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Tell No Lie, We Watched Her Die Paperback – March 27, 2010
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The Amazon Book Review
Author interviews, book reviews, editors picks, and more. Read it now
Review by: Padraig O'Morain on Aug. 04, 2010 : Five Stars
Great fun. Intrigue, sex, murder and a sense of humour - what more could you ask for? --Smashwords.com
Review by: o o on Jul. 14, 2010 : Five Stars
good book, couldn't stop reading, enjoyed it very much --Smashwords.com
Review by: Angeliz Rivera on Jun. 30, 2010 : Five stars
Great book. Surprising ending!!! --Smashwords.com
About the Author
I worked as an Executive Editor at Entertainment Weekly for 11 years and (in two separate stints) at People magazine and people.com for 12 years. I often speak to young journalists and try to use myself as an example for inspiration-a guy who spent time in jail, rehab and a psych ward and somehow went on to become a successful editor at Time Inc. and managed to keep himself sane and alive. I've tried to reflect those experiences in this book. My wife, Laurie, and I live in Garden City, N.Y.
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Top Customer Reviews
Vivid exploitation of the entertainment industry has grown exponentially over the years. Such nasty deeds as murder, suicide, rape and embezzlement have become inconsequential bleeps on the news scene, replaced effortlessly by the next horrific human act. Only to those few intimately involved are such appalling deeds important; to the mass media these tragedies are merely a lovely way to pass the time.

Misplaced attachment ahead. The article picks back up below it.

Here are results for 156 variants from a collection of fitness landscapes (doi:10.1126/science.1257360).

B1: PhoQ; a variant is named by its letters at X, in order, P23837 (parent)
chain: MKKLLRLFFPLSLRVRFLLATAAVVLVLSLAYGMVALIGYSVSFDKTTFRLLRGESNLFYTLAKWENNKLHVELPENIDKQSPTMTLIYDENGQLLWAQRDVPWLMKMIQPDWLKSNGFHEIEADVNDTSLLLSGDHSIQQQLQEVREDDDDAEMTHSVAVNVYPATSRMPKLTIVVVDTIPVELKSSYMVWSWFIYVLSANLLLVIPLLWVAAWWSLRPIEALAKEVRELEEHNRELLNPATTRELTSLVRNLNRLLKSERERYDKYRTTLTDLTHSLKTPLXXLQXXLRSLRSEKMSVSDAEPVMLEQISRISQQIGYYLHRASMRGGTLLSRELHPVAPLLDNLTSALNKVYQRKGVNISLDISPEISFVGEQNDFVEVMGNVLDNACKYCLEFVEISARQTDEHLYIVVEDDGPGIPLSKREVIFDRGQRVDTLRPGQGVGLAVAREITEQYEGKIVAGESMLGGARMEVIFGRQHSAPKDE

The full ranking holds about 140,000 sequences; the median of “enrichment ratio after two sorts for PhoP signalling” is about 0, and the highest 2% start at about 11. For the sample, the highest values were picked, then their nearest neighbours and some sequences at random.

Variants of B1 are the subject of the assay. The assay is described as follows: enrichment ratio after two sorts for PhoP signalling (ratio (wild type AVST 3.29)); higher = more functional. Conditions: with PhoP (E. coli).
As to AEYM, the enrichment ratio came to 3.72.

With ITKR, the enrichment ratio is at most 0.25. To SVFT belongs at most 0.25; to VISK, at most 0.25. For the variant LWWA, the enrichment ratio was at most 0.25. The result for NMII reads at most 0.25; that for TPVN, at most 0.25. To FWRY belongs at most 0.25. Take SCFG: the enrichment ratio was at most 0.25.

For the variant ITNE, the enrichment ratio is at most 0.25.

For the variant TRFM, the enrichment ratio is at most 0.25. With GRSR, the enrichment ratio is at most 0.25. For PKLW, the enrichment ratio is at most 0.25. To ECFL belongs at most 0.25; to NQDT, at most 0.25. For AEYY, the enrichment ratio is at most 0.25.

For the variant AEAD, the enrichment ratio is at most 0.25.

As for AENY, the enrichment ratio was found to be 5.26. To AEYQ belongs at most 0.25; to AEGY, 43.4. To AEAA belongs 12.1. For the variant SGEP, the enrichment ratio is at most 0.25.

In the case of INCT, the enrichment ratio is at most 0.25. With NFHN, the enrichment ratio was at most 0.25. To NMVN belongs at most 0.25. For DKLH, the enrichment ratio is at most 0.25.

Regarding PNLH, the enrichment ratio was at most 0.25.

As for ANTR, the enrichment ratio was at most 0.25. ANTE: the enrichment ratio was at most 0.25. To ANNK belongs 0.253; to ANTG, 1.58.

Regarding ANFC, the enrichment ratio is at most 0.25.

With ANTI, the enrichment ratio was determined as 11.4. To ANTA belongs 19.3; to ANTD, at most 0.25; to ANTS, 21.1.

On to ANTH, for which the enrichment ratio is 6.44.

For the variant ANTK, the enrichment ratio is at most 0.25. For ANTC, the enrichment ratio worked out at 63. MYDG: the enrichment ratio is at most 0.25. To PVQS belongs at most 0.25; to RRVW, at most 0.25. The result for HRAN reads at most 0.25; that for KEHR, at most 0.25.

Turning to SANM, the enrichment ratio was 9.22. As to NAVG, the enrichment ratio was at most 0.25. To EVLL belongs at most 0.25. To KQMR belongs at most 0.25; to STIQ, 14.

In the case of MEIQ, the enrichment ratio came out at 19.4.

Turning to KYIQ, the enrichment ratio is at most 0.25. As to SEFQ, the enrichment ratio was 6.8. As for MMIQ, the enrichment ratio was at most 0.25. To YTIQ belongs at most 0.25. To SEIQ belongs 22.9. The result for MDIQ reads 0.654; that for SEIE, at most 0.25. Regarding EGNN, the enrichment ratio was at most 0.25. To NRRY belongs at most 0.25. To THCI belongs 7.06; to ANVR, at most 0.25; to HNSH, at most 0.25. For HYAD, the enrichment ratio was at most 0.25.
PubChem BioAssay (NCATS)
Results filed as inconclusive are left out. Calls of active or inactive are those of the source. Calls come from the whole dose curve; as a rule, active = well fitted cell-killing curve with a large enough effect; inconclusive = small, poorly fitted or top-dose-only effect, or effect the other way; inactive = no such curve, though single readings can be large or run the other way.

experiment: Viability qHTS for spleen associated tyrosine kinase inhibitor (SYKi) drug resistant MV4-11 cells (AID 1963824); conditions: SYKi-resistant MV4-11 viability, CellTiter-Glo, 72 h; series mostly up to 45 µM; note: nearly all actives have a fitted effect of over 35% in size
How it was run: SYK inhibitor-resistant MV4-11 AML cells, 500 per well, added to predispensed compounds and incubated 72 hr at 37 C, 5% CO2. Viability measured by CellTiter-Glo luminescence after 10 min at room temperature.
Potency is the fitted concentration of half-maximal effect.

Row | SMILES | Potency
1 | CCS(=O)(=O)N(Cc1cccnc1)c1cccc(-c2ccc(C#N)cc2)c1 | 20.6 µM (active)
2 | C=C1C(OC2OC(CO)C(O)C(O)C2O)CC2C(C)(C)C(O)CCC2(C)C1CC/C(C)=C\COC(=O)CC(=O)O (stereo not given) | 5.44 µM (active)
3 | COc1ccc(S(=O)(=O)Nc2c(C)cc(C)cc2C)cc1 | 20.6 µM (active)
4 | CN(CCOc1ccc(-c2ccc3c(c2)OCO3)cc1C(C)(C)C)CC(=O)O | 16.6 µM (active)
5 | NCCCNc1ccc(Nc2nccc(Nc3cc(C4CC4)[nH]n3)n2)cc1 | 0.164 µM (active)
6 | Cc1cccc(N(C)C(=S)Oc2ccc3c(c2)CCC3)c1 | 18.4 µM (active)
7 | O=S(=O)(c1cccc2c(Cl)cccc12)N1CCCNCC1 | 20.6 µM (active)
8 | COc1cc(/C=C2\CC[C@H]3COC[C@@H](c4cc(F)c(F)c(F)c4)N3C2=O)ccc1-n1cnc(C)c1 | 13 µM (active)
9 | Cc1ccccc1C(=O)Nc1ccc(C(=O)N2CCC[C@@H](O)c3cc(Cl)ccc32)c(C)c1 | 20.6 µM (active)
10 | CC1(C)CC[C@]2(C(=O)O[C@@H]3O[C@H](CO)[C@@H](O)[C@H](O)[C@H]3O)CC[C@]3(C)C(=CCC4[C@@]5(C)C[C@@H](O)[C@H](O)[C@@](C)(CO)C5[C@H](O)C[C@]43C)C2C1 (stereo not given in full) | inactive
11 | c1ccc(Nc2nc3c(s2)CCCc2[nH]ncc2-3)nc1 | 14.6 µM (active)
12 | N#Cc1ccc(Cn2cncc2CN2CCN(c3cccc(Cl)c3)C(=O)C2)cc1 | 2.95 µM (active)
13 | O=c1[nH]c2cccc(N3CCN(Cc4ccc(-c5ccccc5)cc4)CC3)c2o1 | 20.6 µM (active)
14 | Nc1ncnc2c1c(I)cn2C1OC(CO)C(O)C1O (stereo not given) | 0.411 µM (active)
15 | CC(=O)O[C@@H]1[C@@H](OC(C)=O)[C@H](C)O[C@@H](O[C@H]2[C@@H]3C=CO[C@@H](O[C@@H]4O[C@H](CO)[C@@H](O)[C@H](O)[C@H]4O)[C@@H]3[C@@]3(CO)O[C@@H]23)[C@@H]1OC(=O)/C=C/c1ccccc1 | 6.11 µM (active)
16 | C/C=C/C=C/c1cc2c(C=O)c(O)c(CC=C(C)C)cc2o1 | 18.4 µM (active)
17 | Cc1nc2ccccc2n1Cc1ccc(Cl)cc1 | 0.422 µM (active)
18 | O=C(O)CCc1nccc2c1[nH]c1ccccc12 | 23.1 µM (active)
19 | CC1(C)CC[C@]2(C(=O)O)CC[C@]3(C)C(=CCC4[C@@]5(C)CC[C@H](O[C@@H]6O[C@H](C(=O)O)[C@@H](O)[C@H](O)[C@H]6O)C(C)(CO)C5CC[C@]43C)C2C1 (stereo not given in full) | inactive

The McGuffin here is a disc with the last few moments of a movie star's life. The beginning of the action---oral sex on a man who's face is never seen---has been released. The man is only recognizable by a birthmark; everything else seen suggests run-of-the-mill proportions. Does the end of the action include her murder? Her suicide? Sanders sets the disc up just like the bird in Hammett's "The Maltese Falcon."
The hero is a writer for an exploitive organization that wants the disc and will pay anything for it. Set in Los Angeles, the most noirish city in the world, he travels to a variety of locals in search of the disc. En route, he meets a gallery of characters---eccentric, illegal, weird, immoral, obnoxious, the list goes on and on---but the talent here is the absolute credibility of each one. None of them are present merely for the affect of strangeness, all are absolutely essential for the plot. Sanders obviously knows Los Angeles and the entertainment cesspool that inhabits the City of Angels.
This is a dense, vastly entertaining book. If the characters are real, the story is remarkable and the presentation authentic, what more can a reader want? Your assignment is to buy this book.